It’s actually a very similar to the way heroin/morphine work and cause withdrawal. Heroin is an opiate receptor agonist, and TCDD is an aryl hydrocarbon agonist. When you take away the morphine, you get withdrawal symptoms because your brain stops making dopamine, since the heroin has been clogging up all the opiate receptors. With TCDD, instead of dopamine, you stop producing P450, whose job it is to break down all these cancer-causing hydrocarbons. It’s like letting loose a cancer free-for-all.
An important part of VA Disability law provides relief if a veteran suffers an injury or dies as the result of “negligent” VA health care, VA vocational rehabilitation, or the VA compensated work therapy (CWP) program. The Statute allowing these benefits is 38 USC § 1151, better known simply as an 1151 claim. A claim under Section 1151 is similar to a medical malpractice claim against the VA, but there are some very important differences.
In order to file an 1151 claim, a veteran or family member has to write the VA indicating that he/she believes that a permanent injury/disability, or death has occurred as the result of an action, or failure to act, of the VA. You MUST be able to show “intent”, in order to apply for 1151 benefits or VA disability benefits. Once this is done, the claims process should be triggered.
In order to win an 1151 claim involving medical care, the veteran or his family must prove: (1) that the disability or death was not the result of willful misconduct, and (2) the “proximate cause” was due to a VA medical provider’s carelessness, negligence, lack of proper skill, error in judgment, or similar instance of fault; or (3) that the outcome was not reasonably foreseeable. If the 1151 claim is due to voc-rehab, or the CWT program, then the rules are different and the veteran or his family member only has to prove “proximate cause”, but not negligence or fault. The VA defines “proximate cause” to mean that the action or event must directly cause the disability or death. In simple terms, it must be the actual cause of the injuries or death.
If a claimant is successful in the 1151 action, then the VA regulations require that the disability or death be treated in the same manner “as if” it were a service-connected injury. This means claims approved under Section 1151 allow veterans or survivors to receive VA Disability Benefits or Dependency and Indemnity Compensation (DIC), as applicable.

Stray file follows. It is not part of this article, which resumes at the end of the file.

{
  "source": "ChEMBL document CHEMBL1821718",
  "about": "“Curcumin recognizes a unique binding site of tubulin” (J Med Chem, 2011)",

Most 1151 claims are very difficult to win because the “standard of proof” is pretty high, and always will require the opinion of a medical expert. Not surprisingly, the VA often fights these claims by saying that the medical providers use proper judgment and provided adequate care. They say the consequences of a medical procedure were foreseeable, or that the patient gave informed consent. This is where the medical expert employed by the veteran or his family comes into play by providing an opinion as to whether or not there was carelessness, negligence, lack of proper skill, etc..
Finally, it is important to know that there are other remedies beyond a Section 1151 claim that may be available in VA malpractice situations; for example, filing suit under the Federal Tort Claims Act (FTCA). The intricacies of filing an FTCA claim are beyond the scope of this blog; however, it is important to have an awareness that alternative remedies exist, and to discuss all options with an attorney that has experience with FTCA claims. At Hale Law Office, attorney Roger B. Hale has the experience to properly evaluate an 1151 or FTCA claim, and to fight for your benefits if a veteran has been injured, or dies due to the negligence of a VA Medical Provider, VA Voc-Rehab provider or a CWT program.